Revolutionary Girl Utena is largely about growing up, right? So if and when the characters have children of their own, how will their be influenced by the lessons they learned at Ohtori? Or perhaps the lessons they failed to learn? I'll start us off.
Title: Ode to a Grecian Fairy Tale
Characters: Utena, Anthy, OC
Word Count: 798
"…and they lived happily ever after."
She had found it in a box of assorted items sent to her by Aunt Yuriko. "This was my favorite," she'd murmured, blowing the dust from the cover and tentatively flipping through the pages. "I'd almost forgotten about it. My mother used to read it to me, so I couldn't stand to look at it after the accident."
"You should share it with Ri-chan," Anthy had told her, smiling up from her needlework.
"Do you really think so?" she'd asked uneasily. "I mean, I liked it when I was a kid, but now that I'm older…"
"Ri-chan is a child still."
"But it's all lies. Is it really right to read our daughter lies?"
"Utena, childhood isn't something that can be skipped over. What good would it do to teach her the world isn't the way people say it is if she's never heard what people say?"
"But it will hurt her, when she finds out the truth."
"That isn't a pain you can protect her from. And when it does come, we'll be there to guide her through it. That's more of an advantage than we ever had."
She'd been right, of course, as Anthy almost always was. The dreamy smile on Ri-chan's face and the shine in her eyes were not things Utena could bring herself to regret.
"Still," the little girl said, "it's sad that the princess lost her mother, back in the beginning."
"Yes," Utena agreed. "It's very sad. But she has a new family now, and life goes on."
"Well, Mommy and Mother aren't allowed to die," she stated imperiously. "Not even when I get married."
"Don't worry, we plan to stick around for a good long while." She made a show of flexing her arm. "That's why this old man spends so much time working out."
"No!" Ri-chan pouted. "You aren't allowed to die ever!"
"Ri-chan, it's going to happen someday."
This, Utena realized, was a problem. Since Ri-chan had come along, she had spent a lot of time preparing for all sorts of questions. "Where do babies come from?" "Why do I have two moms instead of a mom and a dad?" "What happened to my first mom?" "Why are you two so much older than the other girls' parents?" "How did you and Mother meet?" Somehow, despite the trauma of her own childhood, this one had slipped her mind entirely. Was this a common thing? Were many parents so anxious about the prospect of explaining sex that they never thought to worry about having to explain death?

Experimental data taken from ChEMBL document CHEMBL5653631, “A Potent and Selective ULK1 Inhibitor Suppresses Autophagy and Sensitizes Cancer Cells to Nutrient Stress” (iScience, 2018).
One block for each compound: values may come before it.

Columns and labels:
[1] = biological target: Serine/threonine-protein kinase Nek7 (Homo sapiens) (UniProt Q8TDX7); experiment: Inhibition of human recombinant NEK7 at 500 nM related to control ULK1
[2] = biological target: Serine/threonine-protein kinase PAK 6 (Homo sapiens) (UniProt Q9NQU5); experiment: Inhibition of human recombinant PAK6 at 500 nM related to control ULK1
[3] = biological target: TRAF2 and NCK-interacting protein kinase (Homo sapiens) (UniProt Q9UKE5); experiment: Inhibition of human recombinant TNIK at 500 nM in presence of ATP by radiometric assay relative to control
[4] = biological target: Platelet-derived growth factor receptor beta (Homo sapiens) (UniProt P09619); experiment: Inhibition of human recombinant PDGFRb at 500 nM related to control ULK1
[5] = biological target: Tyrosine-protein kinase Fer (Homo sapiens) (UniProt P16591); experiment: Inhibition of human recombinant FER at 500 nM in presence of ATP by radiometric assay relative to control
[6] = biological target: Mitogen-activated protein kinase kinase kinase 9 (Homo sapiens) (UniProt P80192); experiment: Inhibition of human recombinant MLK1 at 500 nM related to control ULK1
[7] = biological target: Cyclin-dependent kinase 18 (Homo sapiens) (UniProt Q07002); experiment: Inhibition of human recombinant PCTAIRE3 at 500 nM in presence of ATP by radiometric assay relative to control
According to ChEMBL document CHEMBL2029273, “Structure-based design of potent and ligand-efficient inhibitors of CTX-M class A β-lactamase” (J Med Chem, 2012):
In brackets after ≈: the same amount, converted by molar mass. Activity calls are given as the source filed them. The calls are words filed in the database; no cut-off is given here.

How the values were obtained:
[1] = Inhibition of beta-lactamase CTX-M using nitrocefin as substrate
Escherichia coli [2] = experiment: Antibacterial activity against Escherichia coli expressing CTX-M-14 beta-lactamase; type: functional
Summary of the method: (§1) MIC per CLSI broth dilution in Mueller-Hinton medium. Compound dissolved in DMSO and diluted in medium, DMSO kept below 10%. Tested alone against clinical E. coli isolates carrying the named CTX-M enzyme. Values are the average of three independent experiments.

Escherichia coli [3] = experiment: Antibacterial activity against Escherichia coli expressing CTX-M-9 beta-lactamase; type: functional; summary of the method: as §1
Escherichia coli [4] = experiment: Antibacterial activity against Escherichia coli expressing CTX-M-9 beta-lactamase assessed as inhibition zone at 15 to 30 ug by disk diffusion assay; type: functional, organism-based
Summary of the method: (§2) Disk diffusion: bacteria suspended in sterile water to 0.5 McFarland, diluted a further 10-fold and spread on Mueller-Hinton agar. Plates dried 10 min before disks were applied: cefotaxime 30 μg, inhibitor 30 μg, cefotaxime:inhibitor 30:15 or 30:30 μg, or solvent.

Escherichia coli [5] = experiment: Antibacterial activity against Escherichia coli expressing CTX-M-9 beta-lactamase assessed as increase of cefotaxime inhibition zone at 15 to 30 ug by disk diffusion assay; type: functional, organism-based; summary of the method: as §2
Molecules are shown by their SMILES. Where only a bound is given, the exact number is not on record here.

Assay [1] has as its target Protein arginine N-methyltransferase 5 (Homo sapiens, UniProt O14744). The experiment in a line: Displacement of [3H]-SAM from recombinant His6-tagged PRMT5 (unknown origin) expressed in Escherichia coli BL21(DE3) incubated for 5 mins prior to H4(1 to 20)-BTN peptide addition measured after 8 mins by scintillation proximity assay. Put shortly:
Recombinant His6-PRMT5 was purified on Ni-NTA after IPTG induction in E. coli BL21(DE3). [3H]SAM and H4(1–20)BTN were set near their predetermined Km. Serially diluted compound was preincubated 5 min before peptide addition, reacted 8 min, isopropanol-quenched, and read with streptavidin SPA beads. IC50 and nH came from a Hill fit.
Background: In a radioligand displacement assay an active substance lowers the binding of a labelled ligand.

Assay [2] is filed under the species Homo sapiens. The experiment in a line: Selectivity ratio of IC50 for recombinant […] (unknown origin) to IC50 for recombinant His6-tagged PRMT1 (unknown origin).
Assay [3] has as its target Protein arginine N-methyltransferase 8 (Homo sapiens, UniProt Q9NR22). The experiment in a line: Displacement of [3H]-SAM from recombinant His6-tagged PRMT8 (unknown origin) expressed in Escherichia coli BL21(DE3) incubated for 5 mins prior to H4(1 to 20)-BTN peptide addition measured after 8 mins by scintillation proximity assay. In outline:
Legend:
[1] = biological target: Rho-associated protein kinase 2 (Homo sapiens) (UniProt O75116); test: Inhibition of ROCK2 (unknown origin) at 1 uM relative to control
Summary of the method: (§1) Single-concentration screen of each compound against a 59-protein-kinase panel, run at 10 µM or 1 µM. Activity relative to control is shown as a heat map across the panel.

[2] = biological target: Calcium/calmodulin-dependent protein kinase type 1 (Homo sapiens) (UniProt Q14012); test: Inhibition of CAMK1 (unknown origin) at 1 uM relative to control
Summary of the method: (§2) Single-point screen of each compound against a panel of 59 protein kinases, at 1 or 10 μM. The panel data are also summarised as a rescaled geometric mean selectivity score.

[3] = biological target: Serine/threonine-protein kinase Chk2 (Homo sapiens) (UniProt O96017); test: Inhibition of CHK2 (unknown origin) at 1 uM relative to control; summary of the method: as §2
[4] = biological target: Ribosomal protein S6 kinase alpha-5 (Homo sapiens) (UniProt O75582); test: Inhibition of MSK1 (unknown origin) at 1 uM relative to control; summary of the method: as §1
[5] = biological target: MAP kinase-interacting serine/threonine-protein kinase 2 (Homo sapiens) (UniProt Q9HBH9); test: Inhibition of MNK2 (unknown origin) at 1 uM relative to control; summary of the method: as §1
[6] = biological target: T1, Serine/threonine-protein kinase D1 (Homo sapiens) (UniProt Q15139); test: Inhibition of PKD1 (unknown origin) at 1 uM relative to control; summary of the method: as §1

"Ri-chan," she said, carefully, slowly, "everyone dies eventually. Everyone."
"That's a lie!" The little girl kicked against the air and pounded her fists on the bed.
"Stop that! Mommy never lies to you, remember?"
"Am I going to die?"
"Not for a very long time. Not until you've gotten everything out of life that you possibly can."
"Are the prince and princess in the book going to die? Even though it says they live happily forever?"
"The prince and princess are characters in a story." Anthy had slipped into the room without either of them noticing. "As long as people keep telling that story, they can never die."
"Then I want to be a character in a story too!"
"Do you?" Anthy asked calmly. "Think about it, Ri-chan. The book ends just when the prince and princess have conquered all their problems and are about to begin their life together. Their 'happily ever after' lasts for one sentence. Then the next time someone begins the story, they have to suffer through their trials all over again. I don't think that's a very good way to live. Do you?"
Utena stared at Anthy in amazement. The years the older woman never talked about, all those years in Ohtori before she had come onto the scene… Perhaps this was the secret behind them?
Ri-chan pulled her covers over her as though suddenly chilled. "No," she admitted. "I guess not. And that's why everyone has to die?"
"I don't think there's really a reason," Anthy said. "But it's how things are, and it's better than some of the alternatives."
"Okay," said the little girl, and closed her eyes to go to sleep. "I guess that makes sense. Good night, Mommy. Good night, Mother. I love you."
She's over it already?! Utena thought incredulously. But then, she hadn't ever truly been under it, had she? Hadn't felt its full, crushing weight. Someday she would, and when that day came Utena, if she was still around, would hold her hand and resist the urge to try to pull her forcibly from the abyss. Climbing out on her own would make her stronger — and anyhow, that never worked.
"Sweet dreams, Ri-chan."